He befriended my family decades ago. He knew most of us. He wasn’t especially showy and didn’t make many demands; he just always seemed to be around. He was kind of a quiet fellow. I always took it for granted he was family–but no, he just acted like it. Funny, how he wormed his way into our lives.
He liked some of us more than others. We grumbled sometimes but gave him a place at the table. He liked my grandma and she liked him. Some would say he liked her too much, but I pretended not to understand. He even helped grandpa when he was short of money, which was most years. The farm had never paid well, so grandpa let him hang around year in and year out for the few bucks he got off of him. The money certainly wasn’t enough to justify all the heartache to come.
He and my dad got along famously. Dad liked to be around him when he was drunk. When dad came home staggering and reeking of whiskey, I knew they had been hanging out together. Mom despised him from the get-go, just wouldn’t have anything to do with him. She claimed to have heard something bad about him years before, but wouldn’t say what it was.
Along about 1974 he disappeared from my life for a while. I didn’t see him for probably a year, and I can’t say as I missed him. I knew he was keeping tabs with my family, but I had moved away to college and left the little town of Kuttawa behind.
You have to believe me when I say we still didn’t know what he was up to back then, though there were some who suspected. He was a sly one. Looking back now it’s all so clear. Why didn’t we see it then? He was just too tidy, too neat. Everything always in place, his two favorite pieces of clothing—white shirt and brown slacks—immaculate, spotless. He was always ready to party, too. All anyone had to do was swing by and pick him up.
He made a surprise appearance at my 21st birthday party. I didn’t even know he knew it was my birthday. Heck, I didn’t know he knew my girlfriend. But there she was, proudly introducing him to me as though I’d never heard of him before. Funny how small Kentucky can be sometimes, and that guy sure could get around. I pretended to like him for my girlfriend’s sake, but the truth is I secretly hated him. There was something about him; I just couldn’t put my finger on it. And I wasn’t the only one with suspicions. I never told my girl how popular the guy was in Lyon County. I didn’t want to make him look any more glamorous to her than he already did.
It wasn’t until many years later that we discovered he was a killer. All those years we thought he was so sweet—so harmless. Boy, were we fooled. Oh, there had always been rumors, of course. But we were trusting folk. Kentucky people will give anyone a chance, as long as they’re nice and behave themselves, follow along to church on Sunday, and don’t make a spectacle of themselves. I have to admit he knew his place and for the most part he stayed in it.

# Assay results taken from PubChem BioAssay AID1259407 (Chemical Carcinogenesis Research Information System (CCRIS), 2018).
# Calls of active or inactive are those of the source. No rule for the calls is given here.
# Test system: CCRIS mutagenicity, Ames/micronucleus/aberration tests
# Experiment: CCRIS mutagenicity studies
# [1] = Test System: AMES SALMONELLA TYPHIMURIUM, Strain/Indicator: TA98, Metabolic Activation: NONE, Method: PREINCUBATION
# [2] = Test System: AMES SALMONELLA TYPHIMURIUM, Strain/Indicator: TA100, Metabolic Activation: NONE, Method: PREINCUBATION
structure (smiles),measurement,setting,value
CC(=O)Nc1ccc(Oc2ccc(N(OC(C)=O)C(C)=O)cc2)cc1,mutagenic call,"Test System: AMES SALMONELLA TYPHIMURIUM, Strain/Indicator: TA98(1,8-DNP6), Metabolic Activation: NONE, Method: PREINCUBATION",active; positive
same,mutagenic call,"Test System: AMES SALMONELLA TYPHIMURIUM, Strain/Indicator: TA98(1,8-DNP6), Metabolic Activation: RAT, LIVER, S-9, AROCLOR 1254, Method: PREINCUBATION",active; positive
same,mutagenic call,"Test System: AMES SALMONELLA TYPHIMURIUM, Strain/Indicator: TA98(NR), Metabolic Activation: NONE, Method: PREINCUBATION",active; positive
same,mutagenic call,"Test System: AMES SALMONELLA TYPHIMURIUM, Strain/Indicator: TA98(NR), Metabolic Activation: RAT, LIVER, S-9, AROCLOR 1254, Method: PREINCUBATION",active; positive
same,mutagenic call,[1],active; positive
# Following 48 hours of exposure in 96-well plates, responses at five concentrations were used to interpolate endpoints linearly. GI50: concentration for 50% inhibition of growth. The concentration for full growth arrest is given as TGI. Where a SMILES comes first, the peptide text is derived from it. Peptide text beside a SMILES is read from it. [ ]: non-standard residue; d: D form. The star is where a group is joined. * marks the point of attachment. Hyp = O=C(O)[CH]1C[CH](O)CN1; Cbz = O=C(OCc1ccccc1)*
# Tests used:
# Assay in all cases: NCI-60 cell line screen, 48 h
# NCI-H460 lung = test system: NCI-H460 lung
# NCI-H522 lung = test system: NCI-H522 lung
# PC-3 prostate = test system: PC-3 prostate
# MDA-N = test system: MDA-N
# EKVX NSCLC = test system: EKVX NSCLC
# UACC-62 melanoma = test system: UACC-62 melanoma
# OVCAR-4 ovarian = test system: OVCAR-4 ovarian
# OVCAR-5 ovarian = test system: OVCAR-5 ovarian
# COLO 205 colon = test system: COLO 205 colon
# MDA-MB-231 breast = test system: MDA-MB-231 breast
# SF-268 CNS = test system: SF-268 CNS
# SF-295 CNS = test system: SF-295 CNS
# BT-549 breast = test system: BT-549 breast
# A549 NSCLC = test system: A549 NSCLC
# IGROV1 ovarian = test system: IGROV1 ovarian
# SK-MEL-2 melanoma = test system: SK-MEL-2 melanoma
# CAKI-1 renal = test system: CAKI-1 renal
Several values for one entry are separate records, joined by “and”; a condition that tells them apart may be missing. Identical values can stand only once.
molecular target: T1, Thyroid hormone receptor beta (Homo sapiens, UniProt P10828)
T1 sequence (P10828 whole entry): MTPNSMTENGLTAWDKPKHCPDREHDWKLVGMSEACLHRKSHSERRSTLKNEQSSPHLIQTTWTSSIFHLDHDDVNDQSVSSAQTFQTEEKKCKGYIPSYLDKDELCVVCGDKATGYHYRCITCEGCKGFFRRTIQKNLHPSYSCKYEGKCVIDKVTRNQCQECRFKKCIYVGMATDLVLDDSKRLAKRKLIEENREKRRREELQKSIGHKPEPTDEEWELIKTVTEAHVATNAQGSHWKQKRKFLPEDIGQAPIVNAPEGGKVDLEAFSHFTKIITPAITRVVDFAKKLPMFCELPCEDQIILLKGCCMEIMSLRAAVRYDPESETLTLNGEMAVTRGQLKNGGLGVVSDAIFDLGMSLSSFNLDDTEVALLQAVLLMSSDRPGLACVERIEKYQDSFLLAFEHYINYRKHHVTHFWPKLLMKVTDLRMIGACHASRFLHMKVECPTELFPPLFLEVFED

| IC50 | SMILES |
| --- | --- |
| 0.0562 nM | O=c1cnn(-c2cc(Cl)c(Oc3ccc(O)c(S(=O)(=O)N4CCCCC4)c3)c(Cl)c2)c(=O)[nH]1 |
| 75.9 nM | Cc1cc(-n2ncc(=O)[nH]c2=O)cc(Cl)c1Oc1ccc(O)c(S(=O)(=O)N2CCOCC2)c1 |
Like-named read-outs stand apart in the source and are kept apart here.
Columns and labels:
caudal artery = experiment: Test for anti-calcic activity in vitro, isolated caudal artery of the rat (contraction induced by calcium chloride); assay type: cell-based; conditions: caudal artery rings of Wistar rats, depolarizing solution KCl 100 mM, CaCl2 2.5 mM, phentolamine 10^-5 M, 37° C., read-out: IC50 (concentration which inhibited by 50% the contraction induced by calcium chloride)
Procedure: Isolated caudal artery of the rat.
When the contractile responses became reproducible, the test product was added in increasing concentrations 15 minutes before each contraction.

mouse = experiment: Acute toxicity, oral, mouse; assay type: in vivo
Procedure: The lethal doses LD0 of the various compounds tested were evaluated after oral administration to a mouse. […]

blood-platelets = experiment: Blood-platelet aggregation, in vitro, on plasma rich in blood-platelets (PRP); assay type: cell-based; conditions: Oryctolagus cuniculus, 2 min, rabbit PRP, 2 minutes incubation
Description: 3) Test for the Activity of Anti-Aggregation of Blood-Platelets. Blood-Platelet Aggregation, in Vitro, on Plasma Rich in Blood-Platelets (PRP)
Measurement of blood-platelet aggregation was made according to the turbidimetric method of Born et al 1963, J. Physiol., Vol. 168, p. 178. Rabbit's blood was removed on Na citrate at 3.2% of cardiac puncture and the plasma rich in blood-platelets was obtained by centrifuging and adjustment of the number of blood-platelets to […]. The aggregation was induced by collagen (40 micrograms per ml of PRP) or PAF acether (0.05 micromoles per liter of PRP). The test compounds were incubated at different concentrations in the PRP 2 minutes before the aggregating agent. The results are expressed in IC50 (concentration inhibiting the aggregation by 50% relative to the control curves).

It was in the 1990’s when the ugly truth hit the fan. My uncle in St. Louis was dying. I drove the family up to see him in the hospital. We visited with someone they said was my uncle, but it sure didn’t look like him. His belly was swollen like it was pregnant. His face was puffed out and emaciated at the same time. His eyes burned in his skull, like fires were raging behind them. He didn’t speak; just lay moaning. Infection was raging throughout his body and there was nothing anyone could do. He didn’t have long to live.
I was alone with my uncle right before he died, and I realized who was responsible. I couldn’t prove it, of course, but I knew the signs. I had seen this before, and in a flash it all fit together. I vowed right then to have my revenge.
My uncle died that night, gasping for air and pleading with his eyes as his lungs filled with fluid. It was a horrible sight and I don’t care to experience it again. But it steeled my resolve.
I came back to Kentucky after the funeral in St. Louis and found him. I told him I knew what he did and I would find a way someday to expose him for what he was. I cursed him. I hated him. I told him right there and then I was through with him. I never wanted to see or hear of him again. I accused him of mysterious deaths going back decades in my family. He couldn’t deny it, and of course he said nothing.
In my grief and despair I accused him of following me to Virginia when I moved there, and then years later to Georgia. I charged him with doing despicable things with those I loved. Didn’t I lose two more uncles to him? I know I did, even though the cause of their deaths was spoken of in hushed whispers.
“You are foul. You are damned,” I told him. “I know you seduced my sister, and that you pulled the wool over both my brothers’ eyes. I hope that you are found out and consigned to Hell.”
At least, that’s what I wanted to say to him. And I would have, too, had he been human.
But he wasn’t human. He was just an evil–a folly. Something man dug up out of the filth of longing and desire. An innocent vice grown to monstrous proportions, spreading his evil lies far and wide. He was eventually denounced by many, but defended by almost as many more. He’s one who has been called by all manner of sweet-sounding names through the years, but is best known simply as “tobacco.”
© Wade Kingston